Regardless of Election, Income Inequality Changes Landscape in Favor of Progressive Action

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No matter who wins the Presidential election and which party controls Congress, the rising focus on income inequality has changed the political dynamic in ways  that will continue to provide opportunities for change for workers, seniors, families and caregivers.  Of course, it will be more difficult if those who favor more tax breaks for the wealthy are in control, but it is quite clear that there will be major resistance to any such efforts to further the gap between the wealthy and the middle class and the poor.  If progressives are either in charge or have a strong position in Washington and state capitals the push for economic reform will be even greater.

This has already played out in New York as we saw earlier this year with the enactment of a minimum wage increase to $15.o0/hour in New York City and downstate counties and $12.50 in upstate regions.   The passage of paid family leave also was a landmark victory for families and caregivers.  Both of these proposals were considered to be going nowhere just a year or two ago.

Other issues are playing into the mix though.  Talk of increasing Social Security benefits particularly for those with lower incomes was never even mentioned before but now, it is in the platform of the Democratic Party.  Even though the Social Security system has financial problems and won’t be able to pay full benefits in 2034, that problem and an increase for lower income retirees could be paid for by lifting the earnings cap of $118,000.  Workers making above that no longer pay the tax when they reach that level each year in their salaries.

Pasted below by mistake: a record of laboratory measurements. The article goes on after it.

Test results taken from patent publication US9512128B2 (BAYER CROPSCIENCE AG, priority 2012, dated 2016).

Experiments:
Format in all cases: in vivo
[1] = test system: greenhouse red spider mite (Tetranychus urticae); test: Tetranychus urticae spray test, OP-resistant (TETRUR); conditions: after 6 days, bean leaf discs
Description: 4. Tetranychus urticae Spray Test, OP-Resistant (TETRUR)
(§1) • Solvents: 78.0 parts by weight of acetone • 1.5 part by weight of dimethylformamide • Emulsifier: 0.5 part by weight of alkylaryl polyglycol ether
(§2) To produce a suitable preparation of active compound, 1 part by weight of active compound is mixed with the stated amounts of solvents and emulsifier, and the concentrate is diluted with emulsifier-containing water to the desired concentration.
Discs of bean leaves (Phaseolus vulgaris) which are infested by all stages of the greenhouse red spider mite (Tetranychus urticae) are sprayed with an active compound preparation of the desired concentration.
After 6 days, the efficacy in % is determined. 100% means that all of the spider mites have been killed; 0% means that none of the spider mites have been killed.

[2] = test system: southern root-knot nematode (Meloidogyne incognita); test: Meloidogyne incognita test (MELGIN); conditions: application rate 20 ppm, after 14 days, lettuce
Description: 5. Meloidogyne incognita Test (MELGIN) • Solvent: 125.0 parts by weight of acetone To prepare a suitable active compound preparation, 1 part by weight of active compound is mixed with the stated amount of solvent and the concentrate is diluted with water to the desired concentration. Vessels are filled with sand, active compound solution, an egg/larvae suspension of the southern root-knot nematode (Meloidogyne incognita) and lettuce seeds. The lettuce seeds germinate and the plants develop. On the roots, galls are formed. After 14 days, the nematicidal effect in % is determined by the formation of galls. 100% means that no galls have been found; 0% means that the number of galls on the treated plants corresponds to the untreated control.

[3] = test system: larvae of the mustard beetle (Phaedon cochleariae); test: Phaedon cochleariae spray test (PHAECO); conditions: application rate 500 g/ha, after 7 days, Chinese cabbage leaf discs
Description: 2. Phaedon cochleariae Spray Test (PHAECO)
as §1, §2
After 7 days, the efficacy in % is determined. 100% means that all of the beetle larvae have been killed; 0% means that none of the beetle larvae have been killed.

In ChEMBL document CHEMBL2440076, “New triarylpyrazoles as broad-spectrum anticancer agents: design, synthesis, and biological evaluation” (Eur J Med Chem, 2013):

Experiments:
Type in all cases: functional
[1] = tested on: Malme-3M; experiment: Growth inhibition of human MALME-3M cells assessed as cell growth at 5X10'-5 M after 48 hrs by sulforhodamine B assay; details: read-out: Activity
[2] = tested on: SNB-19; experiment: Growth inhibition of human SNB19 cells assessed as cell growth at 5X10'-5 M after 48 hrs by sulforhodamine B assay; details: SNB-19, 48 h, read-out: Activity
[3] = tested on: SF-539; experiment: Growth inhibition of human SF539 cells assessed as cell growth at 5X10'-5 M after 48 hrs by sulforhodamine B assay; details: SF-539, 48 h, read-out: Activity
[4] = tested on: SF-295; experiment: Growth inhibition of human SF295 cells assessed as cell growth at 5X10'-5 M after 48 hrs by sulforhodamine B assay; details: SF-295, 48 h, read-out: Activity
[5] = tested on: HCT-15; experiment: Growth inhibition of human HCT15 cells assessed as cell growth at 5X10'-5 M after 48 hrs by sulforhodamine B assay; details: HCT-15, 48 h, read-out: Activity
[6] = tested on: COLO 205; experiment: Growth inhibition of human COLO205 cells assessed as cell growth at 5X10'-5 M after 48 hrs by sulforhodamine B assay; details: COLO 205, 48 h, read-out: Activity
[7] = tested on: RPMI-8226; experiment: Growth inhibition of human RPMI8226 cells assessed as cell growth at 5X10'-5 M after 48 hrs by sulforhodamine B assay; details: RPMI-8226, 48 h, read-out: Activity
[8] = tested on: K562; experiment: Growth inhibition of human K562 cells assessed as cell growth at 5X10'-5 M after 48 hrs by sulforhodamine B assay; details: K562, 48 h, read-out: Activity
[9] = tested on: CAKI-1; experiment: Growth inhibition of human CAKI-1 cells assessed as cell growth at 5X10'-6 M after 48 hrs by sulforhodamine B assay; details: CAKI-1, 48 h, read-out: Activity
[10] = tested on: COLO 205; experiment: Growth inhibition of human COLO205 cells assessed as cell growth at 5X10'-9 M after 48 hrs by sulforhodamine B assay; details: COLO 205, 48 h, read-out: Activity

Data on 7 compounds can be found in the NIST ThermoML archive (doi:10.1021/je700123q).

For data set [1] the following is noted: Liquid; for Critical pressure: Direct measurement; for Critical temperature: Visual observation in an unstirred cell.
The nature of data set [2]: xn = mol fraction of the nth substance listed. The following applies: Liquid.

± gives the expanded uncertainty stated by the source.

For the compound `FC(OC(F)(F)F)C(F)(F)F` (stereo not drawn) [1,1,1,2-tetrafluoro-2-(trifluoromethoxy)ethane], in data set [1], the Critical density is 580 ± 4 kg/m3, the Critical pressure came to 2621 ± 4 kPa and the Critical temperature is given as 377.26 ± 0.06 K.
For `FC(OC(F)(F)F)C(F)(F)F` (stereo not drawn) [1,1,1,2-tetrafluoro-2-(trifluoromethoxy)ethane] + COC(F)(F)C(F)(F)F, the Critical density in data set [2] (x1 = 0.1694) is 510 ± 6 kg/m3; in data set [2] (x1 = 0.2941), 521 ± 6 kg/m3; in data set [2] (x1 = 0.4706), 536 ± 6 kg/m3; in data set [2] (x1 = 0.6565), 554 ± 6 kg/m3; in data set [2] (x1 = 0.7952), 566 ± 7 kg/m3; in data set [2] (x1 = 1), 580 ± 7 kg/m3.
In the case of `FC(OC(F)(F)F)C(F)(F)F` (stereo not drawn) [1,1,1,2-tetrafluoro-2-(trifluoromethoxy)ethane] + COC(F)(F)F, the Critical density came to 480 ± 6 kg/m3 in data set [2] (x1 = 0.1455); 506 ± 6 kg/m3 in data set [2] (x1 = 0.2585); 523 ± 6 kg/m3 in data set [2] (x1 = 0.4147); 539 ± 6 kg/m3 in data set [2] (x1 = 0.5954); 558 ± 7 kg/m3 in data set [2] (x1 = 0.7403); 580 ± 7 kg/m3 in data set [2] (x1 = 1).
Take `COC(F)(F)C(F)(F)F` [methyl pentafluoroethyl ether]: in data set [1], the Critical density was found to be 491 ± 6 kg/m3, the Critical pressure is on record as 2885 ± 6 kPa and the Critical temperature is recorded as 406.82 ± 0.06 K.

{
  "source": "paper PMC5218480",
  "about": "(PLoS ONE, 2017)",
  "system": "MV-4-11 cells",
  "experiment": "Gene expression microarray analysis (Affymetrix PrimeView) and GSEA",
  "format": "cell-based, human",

The high price of prescription drugs and increasing premiums and cost sharing in health care plans are opening the door for bigger discussions again about allowing Medicare to negotiate drug prices and also about expanding Medicare and allowing younger workers to buy-in.  That idea is also in the platform for the Democrats.  Insurance companies are dropping out of the Affordable Care Act and that is raising questions about whether universal health care would cut out a lot of administrative overhead and profits.  That issue is on the ballot in Colorado and controlling drug prices is on the ballot in California this November.

Then, there is the book I mentioned last week called Unretirement.  This book claims that Baby Boomers, rather than being a drain on the economy, will have many members who keep working because they want to and some because they have to.  Some will be entrepreneurs free to start their own businesses in retirement.  In other words, they will continue to be contributing to Social Security and Medicare and will be benefitting the economy.

When have we heard that idea presented?  Usually, all we hear is that older people and retirees are a burden, not an asset.  The ground is shifting because of our advocacy and messaging.  Baby Boomers are not going to allow themselves to be cast off as “burdens,” no longer able to participate and contribute.  No matter the election result, it is clear that our advocacy for workers, seniors, retirees and caregivers has a progressive agenda to pursue and to fight back against  those who want to marginalize people with ageism.

Mike Burgess






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I have been a senior advocate for most of my career. I was Executive Director of the New York StateWide Senior Action Council and the New York State Alliance for Retired Americans. In 2007-2010 I was the Director of the New York State Office for the Aging

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